But we've met some parents who make a HUGE deal about it - like insisting on knowing when other parents are bringing birthday treats so they can prepare something special for their kids, or asking that if a kid brings a PB&J that they be sent to another room to eat. That's taking things a bit too far, I think. We figure our kid needed to learn practical ways to deal with it.
 
2013-03-11 04:47:20 PM  

mysticcat: I see food allergic kids and their parents every day. Trust me, this is not that bad.


I worked at a liquor store for a while a number of years back. The owner's son (age 5) was discovered to have nut allergies. The wife made the husband remove all nuts from the store, even though:

-The kid was 5, and it was a liquor store;
-The bags of nuts were heat sealed long before they arrived at the store;
-The bags of nuts at the register were a huge profit center;
-The kid came into the store about once every other year;
-The kid was five;
-It was a liquor store.

/He's like 13 now...and still in a booster seat when in the car.
 
2013-03-11 05:11:57 PM  
Nuts
 
2013-03-11 05:14:14 PM  
I just have two things to say:

#1 Sorry about your nut allergy, that sucks; life can really kick some people in the crotch
#2 Never forget that this is YOUR problem, not mine; don't ever ask me to change my life in order to accommodate yours
 
2013-03-11 05:15:15 PM  

WhippingBoy: I just have two things to say:

#1 Sorry about your nut allergy, that sucks; life can really kick some people in the crotch
#2 Never forget that this is YOUR problem, not mine; don't ever ask me to change my life in order to accommodate yours


THIS

Also, #3: You're not that great if I can kill you by throwing hazelnuts at you. Get some perspective, man.
 
2013-03-11 05:16:31 PM  

beantowndog: I haven't had gluten since 9/11, I just don't want to risk it.


You and me both, mister. My apartment had a direct view of a wheat field that morning. Never forget.
 
2013-03-11 05:16:45 PM  
Darwin is still laughing at you.
 
2013-03-11 05:17:18 PM  

WhippingBoy: I just have two things to say:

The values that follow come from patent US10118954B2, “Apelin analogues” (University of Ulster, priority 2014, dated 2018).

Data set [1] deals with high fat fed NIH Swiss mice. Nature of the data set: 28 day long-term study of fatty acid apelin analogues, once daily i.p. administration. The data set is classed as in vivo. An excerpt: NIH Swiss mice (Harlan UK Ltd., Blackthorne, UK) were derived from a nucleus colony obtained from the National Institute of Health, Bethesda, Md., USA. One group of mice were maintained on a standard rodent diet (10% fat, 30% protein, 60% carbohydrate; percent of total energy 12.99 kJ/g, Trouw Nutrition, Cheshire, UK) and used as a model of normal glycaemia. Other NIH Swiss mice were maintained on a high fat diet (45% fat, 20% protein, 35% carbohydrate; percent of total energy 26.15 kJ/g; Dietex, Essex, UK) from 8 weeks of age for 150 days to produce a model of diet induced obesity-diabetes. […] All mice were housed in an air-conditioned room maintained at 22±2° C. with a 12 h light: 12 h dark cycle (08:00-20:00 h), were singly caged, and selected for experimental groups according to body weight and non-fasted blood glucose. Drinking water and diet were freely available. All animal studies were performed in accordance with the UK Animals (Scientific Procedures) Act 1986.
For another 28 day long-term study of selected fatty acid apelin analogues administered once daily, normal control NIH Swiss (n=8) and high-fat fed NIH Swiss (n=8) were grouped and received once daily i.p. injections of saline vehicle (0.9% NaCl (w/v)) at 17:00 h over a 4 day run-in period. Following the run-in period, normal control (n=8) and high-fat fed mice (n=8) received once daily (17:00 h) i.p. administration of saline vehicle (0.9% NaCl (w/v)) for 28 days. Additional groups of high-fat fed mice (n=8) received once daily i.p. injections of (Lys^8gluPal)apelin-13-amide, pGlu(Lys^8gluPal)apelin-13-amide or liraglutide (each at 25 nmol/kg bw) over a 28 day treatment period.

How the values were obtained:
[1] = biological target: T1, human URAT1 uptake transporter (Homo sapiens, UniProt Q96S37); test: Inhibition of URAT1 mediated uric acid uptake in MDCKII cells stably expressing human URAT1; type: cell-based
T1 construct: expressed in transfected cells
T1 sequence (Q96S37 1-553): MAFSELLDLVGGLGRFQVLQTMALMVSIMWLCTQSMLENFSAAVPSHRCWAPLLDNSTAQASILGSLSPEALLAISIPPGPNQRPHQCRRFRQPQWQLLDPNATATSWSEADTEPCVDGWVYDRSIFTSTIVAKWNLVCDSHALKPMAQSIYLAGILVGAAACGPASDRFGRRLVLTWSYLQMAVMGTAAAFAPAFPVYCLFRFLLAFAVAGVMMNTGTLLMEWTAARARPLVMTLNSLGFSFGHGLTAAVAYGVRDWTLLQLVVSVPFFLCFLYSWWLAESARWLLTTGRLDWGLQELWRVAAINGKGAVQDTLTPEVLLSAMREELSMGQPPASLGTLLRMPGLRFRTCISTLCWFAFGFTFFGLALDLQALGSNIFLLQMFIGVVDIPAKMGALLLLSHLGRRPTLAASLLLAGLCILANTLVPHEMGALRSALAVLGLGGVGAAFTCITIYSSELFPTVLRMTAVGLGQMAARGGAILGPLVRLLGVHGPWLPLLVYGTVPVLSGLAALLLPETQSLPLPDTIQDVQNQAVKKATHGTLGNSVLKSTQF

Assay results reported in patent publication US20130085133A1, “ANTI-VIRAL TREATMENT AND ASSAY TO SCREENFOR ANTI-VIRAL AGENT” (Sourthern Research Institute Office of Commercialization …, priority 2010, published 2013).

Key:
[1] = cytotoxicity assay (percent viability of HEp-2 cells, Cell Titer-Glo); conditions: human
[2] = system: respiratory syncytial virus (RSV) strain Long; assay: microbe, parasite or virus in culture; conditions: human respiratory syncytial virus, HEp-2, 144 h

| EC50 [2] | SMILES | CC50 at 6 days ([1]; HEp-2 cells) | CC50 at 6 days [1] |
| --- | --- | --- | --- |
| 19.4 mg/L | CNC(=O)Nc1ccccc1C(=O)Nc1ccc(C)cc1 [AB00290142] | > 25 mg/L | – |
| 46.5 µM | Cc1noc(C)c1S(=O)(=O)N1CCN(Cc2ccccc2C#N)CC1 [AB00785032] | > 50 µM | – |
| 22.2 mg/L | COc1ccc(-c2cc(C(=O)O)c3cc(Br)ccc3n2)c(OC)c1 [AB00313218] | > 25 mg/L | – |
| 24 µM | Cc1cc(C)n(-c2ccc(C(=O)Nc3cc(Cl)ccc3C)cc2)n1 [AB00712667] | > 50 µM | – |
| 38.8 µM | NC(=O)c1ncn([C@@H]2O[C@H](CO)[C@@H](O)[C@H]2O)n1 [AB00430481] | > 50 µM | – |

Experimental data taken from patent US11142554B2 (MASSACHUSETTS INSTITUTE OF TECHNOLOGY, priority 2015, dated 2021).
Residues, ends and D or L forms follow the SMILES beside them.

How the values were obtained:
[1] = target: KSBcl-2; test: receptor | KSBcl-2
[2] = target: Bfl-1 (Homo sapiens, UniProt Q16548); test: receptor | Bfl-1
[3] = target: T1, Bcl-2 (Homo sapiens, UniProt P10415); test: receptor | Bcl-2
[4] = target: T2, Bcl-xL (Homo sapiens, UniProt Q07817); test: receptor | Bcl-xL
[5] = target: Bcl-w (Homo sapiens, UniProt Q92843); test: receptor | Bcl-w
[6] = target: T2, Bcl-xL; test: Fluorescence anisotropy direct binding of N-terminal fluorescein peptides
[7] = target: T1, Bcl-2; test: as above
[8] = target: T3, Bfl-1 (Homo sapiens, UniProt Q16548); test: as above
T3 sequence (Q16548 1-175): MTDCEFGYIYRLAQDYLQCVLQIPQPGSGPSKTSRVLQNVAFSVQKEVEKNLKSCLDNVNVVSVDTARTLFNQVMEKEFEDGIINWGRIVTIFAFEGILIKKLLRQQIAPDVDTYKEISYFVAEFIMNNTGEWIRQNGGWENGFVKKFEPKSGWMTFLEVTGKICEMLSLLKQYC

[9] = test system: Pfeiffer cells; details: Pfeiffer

#1 Sorry about your nut allergy, that sucks; life can really kick some people in the crotch
#2 Never forget that this is YOUR problem, not mine; don't ever ask me to change my life in order to accommodate yours


"I have sympathy for you.  I just won't show it in any way."
 
2013-03-11 05:18:22 PM  
Hero? Really?

Where's my farking dictionary? Might as well redact the entry for "hero". It officially has NO MEANING anymore.

Go ahead and delete all hero tags, mods. And if it's used again I won't know what it means.
 
2013-03-11 05:18:43 PM  
Yes, it's quite horrific that the "nut allergy epidemic" seems to be targeting the US.

Perhaps it is some sort of bio-terrorism.
 
2013-03-11 05:20:02 PM  
Oh god, it's coming true.

www.ifc.com
 
2013-03-11 05:21:49 PM  
www.toptenz.net
 
2013-03-11 05:22:01 PM  

GAT_00: The deaf community is supposedly worse than this.  Getting a cochlear implant is generally grounds for expulsion from the community and is regarded as an affront.


That's the "Deaf community", thank you very much and not the "deaf community". And yes, some of them are spectacularly touchy about cochlear implants - I've heard it referred to, seriously, as "cultural genocide". It seems to be settling down a bit now, as implants become more and more common, and practically universal in profoundly deaf children.
 
2013-03-11 05:22:44 PM  

The Snow Dog: Hero? Really?

Where's my farking dictionary? Might as well redact the entry for "hero". It officially has NO MEANING anymore.

Go ahead and delete all hero tags, mods. And if it's used again I won't know what it means.


Maybe the hero tag was for the doctor that figured out a way to "cure" allergies?
 
2013-03-11 05:22:49 PM  
Does her crotch swell up when she feeds her dog peanut butter? I know mine does.
 
2013-03-11 05:23:57 PM  

Gecko Gingrich: mysticcat: I see food allergic kids and their parents every day. Trust me, this is not that bad.

I worked at a liquor store for a while a number of years back. The owner's son (age 5) was discovered to have nut allergies. The wife made the husband remove all nuts from the store, even though:

-The kid was 5, and it was a liquor store;
-The bags of nuts were heat sealed long before they arrived at the store;
-The bags of nuts at the register were a huge profit center;
-The kid came into the store about once every other year;
-The kid was five;
-It was a liquor store.

/He's like 13 now...and still in a booster seat when in the car.